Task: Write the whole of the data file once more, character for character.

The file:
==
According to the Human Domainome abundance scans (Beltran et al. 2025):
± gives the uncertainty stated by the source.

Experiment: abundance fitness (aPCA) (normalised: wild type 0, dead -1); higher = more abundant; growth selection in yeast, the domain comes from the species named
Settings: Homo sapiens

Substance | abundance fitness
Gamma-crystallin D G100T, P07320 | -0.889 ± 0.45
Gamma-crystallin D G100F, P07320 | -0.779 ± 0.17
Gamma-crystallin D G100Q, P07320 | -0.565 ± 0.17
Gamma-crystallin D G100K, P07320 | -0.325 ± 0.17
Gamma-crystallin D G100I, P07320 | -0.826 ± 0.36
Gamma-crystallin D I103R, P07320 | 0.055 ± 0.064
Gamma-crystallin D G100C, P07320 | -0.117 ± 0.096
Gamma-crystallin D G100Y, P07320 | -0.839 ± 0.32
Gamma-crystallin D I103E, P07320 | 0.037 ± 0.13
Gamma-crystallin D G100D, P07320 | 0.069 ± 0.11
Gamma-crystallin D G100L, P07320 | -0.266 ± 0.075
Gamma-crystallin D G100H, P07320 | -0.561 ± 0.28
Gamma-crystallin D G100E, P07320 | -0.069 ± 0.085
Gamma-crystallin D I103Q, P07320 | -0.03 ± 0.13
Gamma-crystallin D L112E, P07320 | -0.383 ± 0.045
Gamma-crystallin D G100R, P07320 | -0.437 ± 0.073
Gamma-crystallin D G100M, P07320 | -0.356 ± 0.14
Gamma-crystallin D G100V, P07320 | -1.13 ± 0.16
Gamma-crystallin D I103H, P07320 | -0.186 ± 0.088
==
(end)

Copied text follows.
According to the Human Domainome abundance scans (Beltran et al. 2025):
± gives the uncertainty stated by the source.

Experiment: abundance fitness (aPCA) (normalised: wild type 0, dead -1); higher = more abundant; growth selection in yeast, the domain comes from the species named
Settings: Homo sapiens

Substance | abundance fitness
Gamma-crystallin D G100T, P07320 | -0.889 ± 0.45
Gamma-crystallin D G100F, P07320 | -0.779 ± 0.17
Gamma-crystallin D G100Q, P07320 | -0.565 ± 0.17
Gamma-crystallin D G100K, P07320 | -0.325 ± 0.17
Gamma-crystallin D G100I, P07320 | -0.826 ± 0.36
Gamma-crystallin D I103R, P07320 | 0.055 ± 0.064
Gamma-crystallin D G100C, P07320 | -0.117 ± 0.096
Gamma-crystallin D G100Y, P07320 | -0.839 ± 0.32
Gamma-crystallin D I103E, P07320 | 0.037 ± 0.13
Gamma-crystallin D G100D, P07320 | 0.069 ± 0.11
Gamma-crystallin D G100L, P07320 | -0.266 ± 0.075
Gamma-crystallin D G100H, P07320 | -0.561 ± 0.28
Gamma-crystallin D G100E, P07320 | -0.069 ± 0.085
Gamma-crystallin D I103Q, P07320 | -0.03 ± 0.13
Gamma-crystallin D L112E, P07320 | -0.383 ± 0.045
Gamma-crystallin D G100R, P07320 | -0.437 ± 0.073
Gamma-crystallin D G100M, P07320 | -0.356 ± 0.14
Gamma-crystallin D G100V, P07320 | -1.13 ± 0.16
Gamma-crystallin D I103H, P07320 | -0.186 ± 0.088